The 67 hectares of land located in Itoga Badagry originally belonged to Prof Akinyemi, who acquired it under his Akin Development Company and was issued a Certificate of Occupancy for Agricultural Land in July 1999.
He delegated powers to the duo of Akovoyon and Hunwi to sell 50 acres of the land on his behalf and remit accounts to him. He even issued them documents with his phone number on it so prospective buyers could confirm the validity of their status as his agents.

“Yes, meet them for everything,” was his usual response to pre-purchase enquiries of buyers, claimed some of the victims.

It was under this arrangement that the victims acquired their land, with the agents issuing them temporary receipts and documents.

Few years later, the story changed.

Letters started coming from the Enforcement Department of the Lagos State Building Control Agency, raised a red flag.
The Prof had accused his agents of financial impropriety, declaring that they remitted payments for only two buyers.
In anger, he returned the land to Lagos State Agricultural Land Holdings.

The tussle which heightened in 2016 came to a tragic climax on April 6, and ended with the victims’ homes in ruins.
Now they blamed the revered academic. They felt they were misled by his assurances. Others blamed him for failing to put a caveat on the land to counter the document he issued earlier which the dubious agents were still using to hoodwink unwary buyers.

Padonu, for instance insisted: “Before I bought the land, Hunwi showed me the authorisation from Prof and when he gave me a receipt in his name and a deed using their company, I saw nothing wrong in that.”

Okuta too, avowed: “ He showed me the agreement they had with Prof Akinyemi.”

Popoola provided a copy of the document signed by Prof Akinyemi, authorising the men to act on his behalf. “In the early days, whenever I called him, he told me, “Stop disturbing me, go and deal with those men”.”

They also blamed the Lagos Agric Land Holding for backhand dealings, as evidenced by the improper handling of the demolition.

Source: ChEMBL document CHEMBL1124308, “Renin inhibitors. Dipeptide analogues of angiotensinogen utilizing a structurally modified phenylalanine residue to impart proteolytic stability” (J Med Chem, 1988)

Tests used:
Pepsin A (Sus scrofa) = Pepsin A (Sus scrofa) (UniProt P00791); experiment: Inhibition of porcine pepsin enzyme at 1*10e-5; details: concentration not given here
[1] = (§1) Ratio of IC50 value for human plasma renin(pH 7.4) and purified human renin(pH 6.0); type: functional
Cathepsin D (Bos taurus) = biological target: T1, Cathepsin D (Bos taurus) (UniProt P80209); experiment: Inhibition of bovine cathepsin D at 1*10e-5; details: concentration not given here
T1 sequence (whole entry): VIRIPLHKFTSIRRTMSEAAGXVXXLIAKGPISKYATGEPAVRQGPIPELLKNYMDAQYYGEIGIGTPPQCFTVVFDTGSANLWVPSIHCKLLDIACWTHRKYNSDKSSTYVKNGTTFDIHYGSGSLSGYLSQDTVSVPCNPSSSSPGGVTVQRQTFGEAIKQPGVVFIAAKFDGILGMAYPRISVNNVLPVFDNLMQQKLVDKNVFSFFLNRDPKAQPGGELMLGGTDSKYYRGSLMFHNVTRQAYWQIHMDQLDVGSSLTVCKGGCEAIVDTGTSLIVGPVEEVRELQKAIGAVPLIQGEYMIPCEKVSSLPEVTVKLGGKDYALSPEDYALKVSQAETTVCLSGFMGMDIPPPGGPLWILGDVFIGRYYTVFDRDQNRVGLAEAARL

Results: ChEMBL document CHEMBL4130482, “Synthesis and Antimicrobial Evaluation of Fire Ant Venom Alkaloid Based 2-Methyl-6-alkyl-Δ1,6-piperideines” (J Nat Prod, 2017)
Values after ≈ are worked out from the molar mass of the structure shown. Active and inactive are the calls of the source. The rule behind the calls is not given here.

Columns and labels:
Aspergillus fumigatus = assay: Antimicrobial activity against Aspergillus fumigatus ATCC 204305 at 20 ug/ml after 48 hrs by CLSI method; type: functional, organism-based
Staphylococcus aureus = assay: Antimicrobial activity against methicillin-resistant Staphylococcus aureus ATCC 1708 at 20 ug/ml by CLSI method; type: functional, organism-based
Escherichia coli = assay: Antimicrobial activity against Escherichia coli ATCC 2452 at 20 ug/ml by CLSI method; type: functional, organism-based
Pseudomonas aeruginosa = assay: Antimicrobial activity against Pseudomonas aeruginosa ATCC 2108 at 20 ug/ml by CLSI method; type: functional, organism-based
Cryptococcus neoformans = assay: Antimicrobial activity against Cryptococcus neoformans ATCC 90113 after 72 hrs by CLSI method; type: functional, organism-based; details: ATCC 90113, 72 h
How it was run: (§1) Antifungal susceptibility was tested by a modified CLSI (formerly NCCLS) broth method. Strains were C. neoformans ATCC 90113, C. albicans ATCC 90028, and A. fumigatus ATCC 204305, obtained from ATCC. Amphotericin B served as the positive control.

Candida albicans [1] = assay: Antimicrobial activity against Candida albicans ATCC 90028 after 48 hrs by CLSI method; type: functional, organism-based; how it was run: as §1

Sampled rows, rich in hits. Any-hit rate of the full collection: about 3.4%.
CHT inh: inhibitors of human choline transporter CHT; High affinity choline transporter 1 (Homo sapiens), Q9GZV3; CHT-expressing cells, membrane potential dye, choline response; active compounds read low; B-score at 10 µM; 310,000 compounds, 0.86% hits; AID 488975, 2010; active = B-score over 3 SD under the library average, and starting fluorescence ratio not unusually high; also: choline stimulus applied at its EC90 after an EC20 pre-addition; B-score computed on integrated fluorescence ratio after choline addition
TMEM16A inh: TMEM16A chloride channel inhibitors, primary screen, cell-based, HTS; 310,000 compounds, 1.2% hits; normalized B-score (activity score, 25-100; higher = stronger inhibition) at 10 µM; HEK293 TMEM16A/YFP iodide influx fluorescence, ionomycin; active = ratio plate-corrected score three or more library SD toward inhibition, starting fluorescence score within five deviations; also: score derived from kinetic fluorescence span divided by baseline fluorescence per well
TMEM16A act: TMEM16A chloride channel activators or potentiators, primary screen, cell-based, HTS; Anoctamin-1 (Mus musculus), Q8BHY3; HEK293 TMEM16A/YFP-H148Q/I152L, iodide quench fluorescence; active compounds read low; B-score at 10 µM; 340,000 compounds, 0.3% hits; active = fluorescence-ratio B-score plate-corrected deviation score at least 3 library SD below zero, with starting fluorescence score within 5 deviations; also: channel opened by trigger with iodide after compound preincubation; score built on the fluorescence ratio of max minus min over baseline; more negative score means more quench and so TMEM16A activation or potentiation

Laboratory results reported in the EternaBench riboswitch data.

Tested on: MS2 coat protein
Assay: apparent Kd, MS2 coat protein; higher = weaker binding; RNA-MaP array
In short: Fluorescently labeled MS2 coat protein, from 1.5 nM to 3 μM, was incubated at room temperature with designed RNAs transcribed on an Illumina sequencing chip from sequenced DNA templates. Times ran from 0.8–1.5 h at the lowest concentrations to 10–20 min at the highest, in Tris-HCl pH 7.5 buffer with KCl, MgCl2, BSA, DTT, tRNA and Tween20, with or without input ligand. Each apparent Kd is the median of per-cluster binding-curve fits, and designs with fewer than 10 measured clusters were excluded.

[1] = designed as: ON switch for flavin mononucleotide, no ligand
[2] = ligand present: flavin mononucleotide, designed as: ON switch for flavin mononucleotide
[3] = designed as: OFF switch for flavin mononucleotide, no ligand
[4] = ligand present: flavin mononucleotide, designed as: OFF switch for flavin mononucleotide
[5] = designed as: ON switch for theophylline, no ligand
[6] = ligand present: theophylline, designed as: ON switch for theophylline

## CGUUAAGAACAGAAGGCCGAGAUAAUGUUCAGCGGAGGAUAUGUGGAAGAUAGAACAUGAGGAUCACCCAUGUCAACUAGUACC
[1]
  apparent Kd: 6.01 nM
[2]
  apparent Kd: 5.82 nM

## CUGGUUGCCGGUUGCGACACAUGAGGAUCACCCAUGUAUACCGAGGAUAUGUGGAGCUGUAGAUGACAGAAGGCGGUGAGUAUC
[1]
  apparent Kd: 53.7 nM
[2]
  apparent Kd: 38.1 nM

For instance, a contravention notice was issued to Popoola on November 29, 2017. It was followed by a demolition notice and a seal up notice a week later on December 6.

Wasted effort

When the crisis first reared its head, the community had rallied as a group and presented their cases with clarity: that they built their houses on the 50 acres reserved for residential scheme in the land designated for rice project.
Subsequent vetting in January 2016 validated their claims. A process was set in motion involving the Surveyor General of Lagos State.

In fact, on the day of the demolition, surveyors from the office of the State Surveyor General were already there before the arrival of the demolition squad.

During a phone conversation, Omirin, GM, Lagos State Agric Holding insisted the land was duly re-acquired by his department and that “three caveats were subsequently published in the newspaper.”

He called off a meeting with some of the affected persons on Thursday, May 3, a few hours before the scheduled time.
The other irregularity identified by the victims was the claim by the Commissioner of Agriculture, Toyin Suarau, that he had no idea of an issue of such nature, a position he maintained till the morning of the demolition.

Since after the demolition, the two land agents had been on the run.

“Each time we went there, we met only their wives”, the victims asserted.

A few are considering heading to court.

But Evangelist Sunday said: “I have no money to pursue case.”

Resignedly, the man of God said: “They demolished a house of worship. God will take it up with them.”